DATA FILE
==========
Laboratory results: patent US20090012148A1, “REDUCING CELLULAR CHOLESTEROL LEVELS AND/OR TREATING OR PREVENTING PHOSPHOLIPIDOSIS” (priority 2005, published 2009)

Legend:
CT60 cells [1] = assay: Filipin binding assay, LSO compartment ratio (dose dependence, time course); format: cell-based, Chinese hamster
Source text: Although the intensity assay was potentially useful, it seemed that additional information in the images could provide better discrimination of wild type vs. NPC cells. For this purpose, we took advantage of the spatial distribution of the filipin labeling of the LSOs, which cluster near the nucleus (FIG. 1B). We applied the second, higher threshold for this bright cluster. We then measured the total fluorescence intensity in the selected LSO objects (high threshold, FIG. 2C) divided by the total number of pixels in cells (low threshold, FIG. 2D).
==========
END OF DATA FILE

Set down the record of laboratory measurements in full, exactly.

Laboratory results: patent US20090012148A1, “REDUCING CELLULAR CHOLESTEROL LEVELS AND/OR TREATING OR PREVENTING PHOSPHOLIPIDOSIS” (priority 2005, published 2009)

Legend:
CT60 cells [1] = assay: Filipin binding assay, LSO compartment ratio (dose dependence, time course); format: cell-based, Chinese hamster
Source text: Although the intensity assay was potentially useful, it seemed that additional information in the images could provide better discrimination of wild type vs. NPC cells. For this purpose, we took advantage of the spatial distribution of the filipin labeling of the LSOs, which cluster near the nucleus (FIG. 1B). We applied the second, higher threshold for this bright cluster. We then measured the total fluorescence intensity in the selected LSO objects (high threshold, FIG. 2C) divided by the total number of pixels in cells (low threshold, FIG. 2D).